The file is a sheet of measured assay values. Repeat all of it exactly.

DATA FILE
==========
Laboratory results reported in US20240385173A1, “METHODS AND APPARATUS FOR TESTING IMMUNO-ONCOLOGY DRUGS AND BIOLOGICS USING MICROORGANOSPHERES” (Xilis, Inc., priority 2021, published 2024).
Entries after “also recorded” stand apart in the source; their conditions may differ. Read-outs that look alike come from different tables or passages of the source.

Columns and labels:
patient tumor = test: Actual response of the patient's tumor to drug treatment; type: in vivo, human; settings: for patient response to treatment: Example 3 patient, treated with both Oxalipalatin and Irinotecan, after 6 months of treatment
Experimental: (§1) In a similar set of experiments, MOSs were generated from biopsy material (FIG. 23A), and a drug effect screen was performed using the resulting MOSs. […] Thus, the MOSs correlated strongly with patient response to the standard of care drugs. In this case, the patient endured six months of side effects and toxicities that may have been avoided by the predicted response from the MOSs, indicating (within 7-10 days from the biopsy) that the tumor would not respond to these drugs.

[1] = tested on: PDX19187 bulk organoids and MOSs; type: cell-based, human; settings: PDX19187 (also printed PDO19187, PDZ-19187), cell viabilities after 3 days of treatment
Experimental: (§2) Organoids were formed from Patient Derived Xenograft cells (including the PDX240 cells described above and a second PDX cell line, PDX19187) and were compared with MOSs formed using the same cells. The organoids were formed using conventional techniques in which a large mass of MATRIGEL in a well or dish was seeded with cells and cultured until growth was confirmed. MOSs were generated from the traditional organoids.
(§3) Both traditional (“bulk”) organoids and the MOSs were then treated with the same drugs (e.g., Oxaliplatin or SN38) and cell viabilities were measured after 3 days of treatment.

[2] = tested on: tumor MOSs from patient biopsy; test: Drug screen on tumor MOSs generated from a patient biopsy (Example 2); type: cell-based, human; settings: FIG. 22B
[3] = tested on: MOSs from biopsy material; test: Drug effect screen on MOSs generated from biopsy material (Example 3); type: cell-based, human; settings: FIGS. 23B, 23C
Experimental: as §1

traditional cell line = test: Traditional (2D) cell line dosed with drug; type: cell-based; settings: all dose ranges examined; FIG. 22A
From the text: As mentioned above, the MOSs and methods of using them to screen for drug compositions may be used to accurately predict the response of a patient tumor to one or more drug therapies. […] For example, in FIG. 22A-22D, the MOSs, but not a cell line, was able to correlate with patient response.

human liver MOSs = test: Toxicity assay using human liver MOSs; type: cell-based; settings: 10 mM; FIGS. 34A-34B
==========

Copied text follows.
Laboratory results reported in US20240385173A1, “METHODS AND APPARATUS FOR TESTING IMMUNO-ONCOLOGY DRUGS AND BIOLOGICS USING MICROORGANOSPHERES” (Xilis, Inc., priority 2021, published 2024).
Entries after “also recorded” stand apart in the source; their conditions may differ. Read-outs that look alike come from different tables or passages of the source.

Columns and labels:
patient tumor = test: Actual response of the patient's tumor to drug treatment; type: in vivo, human; settings: for patient response to treatment: Example 3 patient, treated with both Oxalipalatin and Irinotecan, after 6 months of treatment
Experimental: (§1) In a similar set of experiments, MOSs were generated from biopsy material (FIG. 23A), and a drug effect screen was performed using the resulting MOSs. […] Thus, the MOSs correlated strongly with patient response to the standard of care drugs. In this case, the patient endured six months of side effects and toxicities that may have been avoided by the predicted response from the MOSs, indicating (within 7-10 days from the biopsy) that the tumor would not respond to these drugs.

[1] = tested on: PDX19187 bulk organoids and MOSs; type: cell-based, human; settings: PDX19187 (also printed PDO19187, PDZ-19187), cell viabilities after 3 days of treatment
Experimental: (§2) Organoids were formed from Patient Derived Xenograft cells (including the PDX240 cells described above and a second PDX cell line, PDX19187) and were compared with MOSs formed using the same cells. The organoids were formed using conventional techniques in which a large mass of MATRIGEL in a well or dish was seeded with cells and cultured until growth was confirmed. MOSs were generated from the traditional organoids.
(§3) Both traditional (“bulk”) organoids and the MOSs were then treated with the same drugs (e.g., Oxaliplatin or SN38) and cell viabilities were measured after 3 days of treatment.

[2] = tested on: tumor MOSs from patient biopsy; test: Drug screen on tumor MOSs generated from a patient biopsy (Example 2); type: cell-based, human; settings: FIG. 22B
[3] = tested on: MOSs from biopsy material; test: Drug effect screen on MOSs generated from biopsy material (Example 3); type: cell-based, human; settings: FIGS. 23B, 23C
Experimental: as §1

traditional cell line = test: Traditional (2D) cell line dosed with drug; type: cell-based; settings: all dose ranges examined; FIG. 22A
From the text: As mentioned above, the MOSs and methods of using them to screen for drug compositions may be used to accurately predict the response of a patient tumor to one or more drug therapies. […] For example, in FIG. 22A-22D, the MOSs, but not a cell line, was able to correlate with patient response.

human liver MOSs = test: Toxicity assay using human liver MOSs; type: cell-based; settings: 10 mM; FIGS. 34A-34B